As of yet, I have been observing how ISER-Nepal operates. Specifically, what they do, how they collect data, how they clean and enter the data, etc. I have also attended a couple of their training programs for the staff and also for scholars in the area who want to learn more about data collection and analysis. I have gotten to know some of the staff pretty well. It has been a joy to go to their houses and get to know them and their family better. I have also been receiving Nepali language training for about two hours each day. These classes have been so great because I will eventually be able to better communicate with the ISER-Nepal staff and the various participants in the focus groups.
We have to date completed six focus group interviews (three male, three female) in three different villages. This was a great experience because this was my first time observing a group interview in general as well as an interview abroad. Although I couldn't exactly understand what they were saying, it was interesting to just watch the dynamics of the group, how everyone interacted, and how group interviews are conducted in a different country. After making a few revisions to the interview guide, Professor Pearce, Shradha Shrestha, and I conducted four more focus groups in three more villages and plan to do two more in one other village.
Of course a trip such as this cannot consist of all work and no play. As of now, Dr. Pearce, two recent graduates from the University of Michigan, Shradha Shrestha (a CPC predoc and Nepal native), and I have taken trips to various Hindu and Buddhist temples, a few of the small towns in Chitwan where lots of shopping has taken place, Devghat, a town where two rivers meet which is thought to be a holy place, and the Chitwan National Park. The temples were wonderful, full of colorful statues of different Hindu gods and Buddhas. The towns in Chitwan are very busy with lots of trucks, buses, cars, motorbikes, and bicycles occupying the roads during the day. There are lots of little food stands, restaurants, and shops. Devghat was a very peaceful and relaxing place. There are many houses along the riverbed where older men and women stay. This is a popular place for the elderly to live because they think it is the holiest place to die.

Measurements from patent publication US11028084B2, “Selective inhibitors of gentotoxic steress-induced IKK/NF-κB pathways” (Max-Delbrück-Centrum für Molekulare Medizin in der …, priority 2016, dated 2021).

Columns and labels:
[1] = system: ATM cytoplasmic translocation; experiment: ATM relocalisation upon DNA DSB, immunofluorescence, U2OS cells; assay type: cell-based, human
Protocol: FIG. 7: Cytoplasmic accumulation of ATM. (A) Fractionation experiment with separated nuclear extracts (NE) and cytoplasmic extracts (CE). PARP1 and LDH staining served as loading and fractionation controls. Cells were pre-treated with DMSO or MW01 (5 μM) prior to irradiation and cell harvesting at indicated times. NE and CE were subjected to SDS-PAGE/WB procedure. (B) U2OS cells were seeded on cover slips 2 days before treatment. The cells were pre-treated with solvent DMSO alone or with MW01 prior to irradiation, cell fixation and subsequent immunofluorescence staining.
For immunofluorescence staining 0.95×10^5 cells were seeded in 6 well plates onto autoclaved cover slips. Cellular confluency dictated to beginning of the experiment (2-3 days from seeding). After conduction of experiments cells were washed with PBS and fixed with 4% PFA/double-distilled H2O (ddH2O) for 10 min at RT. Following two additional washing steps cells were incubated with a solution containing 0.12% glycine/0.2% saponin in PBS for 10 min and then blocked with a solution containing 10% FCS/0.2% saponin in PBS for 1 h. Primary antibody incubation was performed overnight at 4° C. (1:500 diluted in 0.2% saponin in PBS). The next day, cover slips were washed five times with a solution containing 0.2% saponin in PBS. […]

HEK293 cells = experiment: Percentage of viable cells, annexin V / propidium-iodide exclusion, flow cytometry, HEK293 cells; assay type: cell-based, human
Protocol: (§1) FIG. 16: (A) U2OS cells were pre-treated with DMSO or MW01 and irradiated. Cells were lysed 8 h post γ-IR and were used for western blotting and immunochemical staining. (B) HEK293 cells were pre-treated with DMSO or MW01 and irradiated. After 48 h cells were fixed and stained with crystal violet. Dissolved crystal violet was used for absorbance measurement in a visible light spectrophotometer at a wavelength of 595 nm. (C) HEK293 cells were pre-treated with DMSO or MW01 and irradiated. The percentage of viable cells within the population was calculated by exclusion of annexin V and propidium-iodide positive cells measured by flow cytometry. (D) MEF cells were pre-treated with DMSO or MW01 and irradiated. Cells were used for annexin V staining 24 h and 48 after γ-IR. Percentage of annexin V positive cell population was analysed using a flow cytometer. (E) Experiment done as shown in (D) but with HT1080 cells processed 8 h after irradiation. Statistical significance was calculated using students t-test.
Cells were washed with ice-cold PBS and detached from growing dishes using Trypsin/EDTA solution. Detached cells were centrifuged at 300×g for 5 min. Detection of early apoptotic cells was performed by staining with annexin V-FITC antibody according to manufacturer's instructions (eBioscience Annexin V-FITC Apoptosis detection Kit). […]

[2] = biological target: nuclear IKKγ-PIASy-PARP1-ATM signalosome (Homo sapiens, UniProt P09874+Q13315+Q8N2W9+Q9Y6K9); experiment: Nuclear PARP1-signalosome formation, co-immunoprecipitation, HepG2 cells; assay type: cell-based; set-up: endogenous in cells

The park was especially fun. I got to take my first elephant ride through the jungle looking for rhinos and tigers. On the third elephant ride, we actually saw some rhinos! No tigers, however. We also saw a lot of deer, birds, wild hogs, and bugs of course. I was also exposed a bit to the relationship between environmental protection and locals' sustainability. Only during certain times of the year are the local inhabitants allowed to enter the park and collect grass and fodder for their homes. There are punishments for those who cut the grass illegally such as paying fines or having to work in the army barracks for a week. This can put a lot of stress on the people who need that grass to feed their animals, especially on those who live next to the jungle.
Thus far, this trip has been a great experience. As a rising senior thinking about post-graduate plans, this opportunity couldn't have come at a better time. It gave me a chance to see what international research is like and what goes into a data collection study from writing proposals and completing applications to organizing participants and actually collecting and cleaning the data. I was able to discover the various things that I enjoy and do not enjoy so much about conducting research. This trip is extremely rewarding in that it has given me the opportunity to experience something that I will be (or would like to be) doing in the near future.